6. Microphones - to mute or not to mute?

It’s common courtesy to mute your microphone when you’re not speaking as this minimises interference for others.

But, if your tutor asks you to unmute your microphone and talk, DO IT!

In one of my tutorials, the tutor specifically requested that everyone keep their microphones unmuted to facilitate interaction and what happened? Everyone stayed on mute and there was zero interaction. Yes, it might be a little awkward, but your tutors are doing their best to make the classes interactive and engaging (and it’s awkward for them too), so help them out, it might actually help you learn too!

7. ‘Check-in’ to the meeting

At the beginning of a meeting, it can be really helpful to whip around the virtual room for five minutes to give attendees the chance to say hello. This is a useful way for everyone to test their tech and iron out any issues with audio etc early on, and it also helps everyone to be present by mentally ‘checking-in’ to the meeting. Some ideas for a check-in include sharing your best studying from home tip, how many tabs you currently have open, or what you had for lunch. Note: this will obviously only work for smaller tutes and not 300-person lectures.

8. Use the chat box

The chat box provides an excellent platform to interact with other students and make comments or questions to the tutor without interrupting. Depending what settings have been chosen, you can choose to message 'everyone' or your tutor or another student privately.

Zoom chat button


9. Breakout rooms

Been in a breakout room yet? Breakout rooms are where the tutor will split the larger group into small groups in separate ‘rooms’. They’re great because they remove the fear and vulnerability of talking out loud in front of the whole group.

10. Video

Many of your tutes won’t need to use video, but if you do, here are a few things to consider:

  • Be aware of your background: for many students, our study area and sleeping area are one in the same, so controlling our background can be tricky. Before you jump into a meeting have a quick look around behind you to see what others will see and try to make your background as plain and distraction-free as possible (i.e. no moving fans or dirty laundry) or navigate to your settings to try a Zoom virtual background instead.

Zoom virtual background - dog in front of golden gate bridge


  • Lighting: ensure your face is well lit and try to avoid sitting with your back to a window or other source of light.

  • Camera angle: this will depend on your set up—whether you’re on a laptop, desktop, whether you have a separate webcam—but take a couple of minutes to test and see what it looks like before your meeting to ensure it’s just you attending, not your three chins as well. As a general rule, try to have the camera at eye level which makes for better ‘eye contact’.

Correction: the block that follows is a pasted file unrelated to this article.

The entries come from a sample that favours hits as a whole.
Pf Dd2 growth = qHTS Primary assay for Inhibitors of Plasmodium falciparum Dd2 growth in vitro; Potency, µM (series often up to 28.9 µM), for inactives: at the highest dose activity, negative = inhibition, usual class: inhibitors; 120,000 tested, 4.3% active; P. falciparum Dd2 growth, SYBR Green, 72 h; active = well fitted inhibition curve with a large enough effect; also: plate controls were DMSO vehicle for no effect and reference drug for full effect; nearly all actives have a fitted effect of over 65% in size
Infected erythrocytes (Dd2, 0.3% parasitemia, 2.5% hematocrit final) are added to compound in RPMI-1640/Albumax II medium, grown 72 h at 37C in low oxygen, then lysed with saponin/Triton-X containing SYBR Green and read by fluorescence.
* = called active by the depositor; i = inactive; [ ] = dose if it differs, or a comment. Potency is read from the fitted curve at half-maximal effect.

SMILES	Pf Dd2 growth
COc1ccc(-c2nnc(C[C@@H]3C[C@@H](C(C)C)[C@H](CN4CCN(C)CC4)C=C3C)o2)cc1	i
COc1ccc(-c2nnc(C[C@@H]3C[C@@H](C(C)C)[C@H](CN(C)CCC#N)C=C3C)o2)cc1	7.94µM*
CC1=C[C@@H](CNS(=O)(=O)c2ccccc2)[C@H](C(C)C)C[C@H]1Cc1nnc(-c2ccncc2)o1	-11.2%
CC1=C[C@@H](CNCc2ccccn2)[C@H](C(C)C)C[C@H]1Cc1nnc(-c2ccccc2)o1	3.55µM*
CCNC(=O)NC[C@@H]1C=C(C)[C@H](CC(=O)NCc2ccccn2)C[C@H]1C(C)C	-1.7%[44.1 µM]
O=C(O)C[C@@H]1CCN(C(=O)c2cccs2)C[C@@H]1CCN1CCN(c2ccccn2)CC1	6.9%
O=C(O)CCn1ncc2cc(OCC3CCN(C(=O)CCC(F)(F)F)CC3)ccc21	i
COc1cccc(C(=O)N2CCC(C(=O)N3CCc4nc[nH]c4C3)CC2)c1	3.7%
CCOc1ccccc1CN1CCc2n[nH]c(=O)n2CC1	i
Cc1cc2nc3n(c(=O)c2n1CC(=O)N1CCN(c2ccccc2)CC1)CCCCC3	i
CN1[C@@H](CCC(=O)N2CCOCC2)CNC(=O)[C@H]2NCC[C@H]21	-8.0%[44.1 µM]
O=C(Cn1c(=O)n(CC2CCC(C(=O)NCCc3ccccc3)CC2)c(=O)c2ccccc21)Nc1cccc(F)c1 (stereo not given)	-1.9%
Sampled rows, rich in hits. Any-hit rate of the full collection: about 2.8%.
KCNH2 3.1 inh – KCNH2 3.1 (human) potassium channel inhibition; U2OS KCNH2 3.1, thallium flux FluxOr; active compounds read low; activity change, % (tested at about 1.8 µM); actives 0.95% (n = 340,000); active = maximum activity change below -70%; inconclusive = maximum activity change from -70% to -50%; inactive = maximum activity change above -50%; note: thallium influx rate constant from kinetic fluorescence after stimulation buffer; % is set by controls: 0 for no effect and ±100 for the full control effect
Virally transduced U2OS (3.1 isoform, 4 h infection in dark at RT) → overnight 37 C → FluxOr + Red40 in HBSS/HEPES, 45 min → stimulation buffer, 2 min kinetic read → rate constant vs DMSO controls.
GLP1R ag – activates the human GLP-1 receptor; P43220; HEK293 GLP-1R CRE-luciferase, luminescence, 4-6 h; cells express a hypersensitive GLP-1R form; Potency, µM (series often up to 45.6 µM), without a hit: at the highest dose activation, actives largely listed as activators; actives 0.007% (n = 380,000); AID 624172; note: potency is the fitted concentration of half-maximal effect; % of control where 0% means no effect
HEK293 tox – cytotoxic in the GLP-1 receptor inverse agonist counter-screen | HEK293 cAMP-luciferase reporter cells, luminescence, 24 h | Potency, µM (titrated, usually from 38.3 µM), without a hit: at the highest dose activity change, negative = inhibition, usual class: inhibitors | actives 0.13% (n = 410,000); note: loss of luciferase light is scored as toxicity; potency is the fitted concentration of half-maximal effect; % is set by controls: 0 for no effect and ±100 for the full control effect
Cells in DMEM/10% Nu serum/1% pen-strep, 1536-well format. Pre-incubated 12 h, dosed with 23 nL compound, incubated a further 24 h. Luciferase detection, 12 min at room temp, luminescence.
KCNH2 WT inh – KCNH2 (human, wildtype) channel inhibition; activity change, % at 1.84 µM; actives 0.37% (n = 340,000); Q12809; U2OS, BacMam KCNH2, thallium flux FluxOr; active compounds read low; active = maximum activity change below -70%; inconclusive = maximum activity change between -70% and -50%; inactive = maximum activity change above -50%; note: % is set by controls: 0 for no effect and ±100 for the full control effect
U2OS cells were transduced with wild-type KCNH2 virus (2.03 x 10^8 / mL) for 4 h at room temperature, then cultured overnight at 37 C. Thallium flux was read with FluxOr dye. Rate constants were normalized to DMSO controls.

• Clothes: yes we’ve all seen the memes that studying online means you don’t have to wear pants to a Zoom meeting, and all I have to say is this: things can (and do) go wrong on Zoom. On another note, the psychological benefits of getting up and dressed into ‘day clothes’ can actually trick your brain into thinking you’re at work and help you focus more.

Just rolled out of bed and not looking your best at 8 am in the morning? Try Zoom’s touch up my appearance feature to iron out the rough patches. You’re welcome.

One final tip: get involved

Have you ever Googled ‘study hacks’ or perhaps you’ve found yourself the night before an exam watching YouTube videos on ‘how to memorise things-fast’ in a last-ditch effort to cram when you really should have done more throughout the semester (guilty!).

We all want to find ways to learn more, learn faster and learn smarter, and with research suggesting that we forget roughly 50% of what we hear within hours of hearing it, I have one hot tip for you: participate and don’t be afraid of making mistakes. Writing things down, talking it over with someone, and answering questions are all ways we can help process and encode what we learn in our brain for better recall down the track. And answering a question incorrectly can actually create a stronger learning experience than getting it right.

Yes, it can be intimidating, but speaking in a uni tute is possibly one of the safest environments you can get: you’re not graded on it, you’re not answering to a client in a business meeting, there’s no budget riding on your answer, and in Zoom, no one can even see you!